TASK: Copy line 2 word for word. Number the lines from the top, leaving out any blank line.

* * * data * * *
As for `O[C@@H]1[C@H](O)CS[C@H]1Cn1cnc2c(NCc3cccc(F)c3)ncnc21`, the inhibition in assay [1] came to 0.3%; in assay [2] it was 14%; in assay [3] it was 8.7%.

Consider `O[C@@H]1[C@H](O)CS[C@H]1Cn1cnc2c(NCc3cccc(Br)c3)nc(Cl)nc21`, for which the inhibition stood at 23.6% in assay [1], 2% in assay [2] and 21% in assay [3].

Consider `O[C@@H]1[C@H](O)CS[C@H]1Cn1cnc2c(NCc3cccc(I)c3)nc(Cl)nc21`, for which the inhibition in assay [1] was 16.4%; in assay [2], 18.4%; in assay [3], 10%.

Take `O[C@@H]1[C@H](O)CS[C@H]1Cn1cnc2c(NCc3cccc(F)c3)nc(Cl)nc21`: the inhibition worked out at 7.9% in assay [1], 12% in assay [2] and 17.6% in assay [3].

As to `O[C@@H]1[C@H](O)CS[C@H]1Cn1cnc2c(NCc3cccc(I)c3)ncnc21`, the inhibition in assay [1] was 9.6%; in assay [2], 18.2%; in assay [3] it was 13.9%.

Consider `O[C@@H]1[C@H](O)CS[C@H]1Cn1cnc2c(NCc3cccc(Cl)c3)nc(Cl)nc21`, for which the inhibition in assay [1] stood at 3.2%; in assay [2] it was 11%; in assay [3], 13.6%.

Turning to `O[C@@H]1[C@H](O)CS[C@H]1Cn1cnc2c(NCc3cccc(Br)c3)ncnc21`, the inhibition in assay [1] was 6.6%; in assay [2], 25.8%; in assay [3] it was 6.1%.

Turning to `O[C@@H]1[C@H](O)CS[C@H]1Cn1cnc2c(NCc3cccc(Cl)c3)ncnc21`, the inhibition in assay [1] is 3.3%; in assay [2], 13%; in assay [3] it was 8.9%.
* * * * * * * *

Consider `O[C@@H]1[C@H](O)CS[C@H]1Cn1cnc2c(NCc3cccc(Br)c3)nc(Cl)nc21`, for which the inhibition stood at 23.6% in assay [1], 2% in assay [2] and 21% in assay [3].